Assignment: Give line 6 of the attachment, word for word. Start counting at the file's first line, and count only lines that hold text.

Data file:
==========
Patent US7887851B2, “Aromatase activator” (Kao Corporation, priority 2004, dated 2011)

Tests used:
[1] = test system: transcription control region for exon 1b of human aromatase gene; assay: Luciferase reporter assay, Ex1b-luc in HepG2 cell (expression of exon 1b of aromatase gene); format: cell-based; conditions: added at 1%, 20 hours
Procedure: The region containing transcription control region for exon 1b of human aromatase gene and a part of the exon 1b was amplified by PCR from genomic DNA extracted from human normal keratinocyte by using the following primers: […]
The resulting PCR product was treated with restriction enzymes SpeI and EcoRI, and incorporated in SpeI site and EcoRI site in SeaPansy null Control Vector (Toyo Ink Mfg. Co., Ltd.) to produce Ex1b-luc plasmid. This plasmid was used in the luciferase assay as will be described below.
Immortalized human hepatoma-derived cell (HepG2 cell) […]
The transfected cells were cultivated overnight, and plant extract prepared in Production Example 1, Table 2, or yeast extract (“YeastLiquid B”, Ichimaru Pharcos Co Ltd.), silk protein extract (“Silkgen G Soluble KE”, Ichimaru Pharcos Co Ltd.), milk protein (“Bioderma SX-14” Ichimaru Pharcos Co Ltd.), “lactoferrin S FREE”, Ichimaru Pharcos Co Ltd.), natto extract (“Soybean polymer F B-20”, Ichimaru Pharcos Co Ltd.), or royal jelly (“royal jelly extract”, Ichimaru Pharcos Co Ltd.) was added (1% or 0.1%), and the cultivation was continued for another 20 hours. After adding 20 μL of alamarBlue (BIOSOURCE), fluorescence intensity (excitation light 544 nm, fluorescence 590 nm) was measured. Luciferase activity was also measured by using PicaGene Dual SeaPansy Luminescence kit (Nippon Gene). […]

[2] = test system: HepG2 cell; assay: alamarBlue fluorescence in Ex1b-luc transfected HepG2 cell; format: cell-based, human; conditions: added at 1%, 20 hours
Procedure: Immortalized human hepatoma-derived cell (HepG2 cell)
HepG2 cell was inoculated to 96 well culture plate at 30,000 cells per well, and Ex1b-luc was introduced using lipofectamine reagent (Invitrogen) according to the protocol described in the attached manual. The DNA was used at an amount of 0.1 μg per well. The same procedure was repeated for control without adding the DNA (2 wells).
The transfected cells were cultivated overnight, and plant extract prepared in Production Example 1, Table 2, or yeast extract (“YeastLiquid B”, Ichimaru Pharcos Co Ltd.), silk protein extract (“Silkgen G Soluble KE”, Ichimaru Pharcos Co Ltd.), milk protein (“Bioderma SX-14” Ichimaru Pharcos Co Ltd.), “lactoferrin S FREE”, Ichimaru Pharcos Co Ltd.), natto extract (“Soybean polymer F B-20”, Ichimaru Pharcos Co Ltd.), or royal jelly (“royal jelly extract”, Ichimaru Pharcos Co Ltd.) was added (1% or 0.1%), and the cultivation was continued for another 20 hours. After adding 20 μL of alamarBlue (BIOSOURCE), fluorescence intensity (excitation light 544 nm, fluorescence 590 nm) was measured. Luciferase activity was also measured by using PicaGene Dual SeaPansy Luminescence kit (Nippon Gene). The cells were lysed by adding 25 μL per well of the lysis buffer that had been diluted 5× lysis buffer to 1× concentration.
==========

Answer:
Immortalized human hepatoma-derived cell (HepG2 cell) […]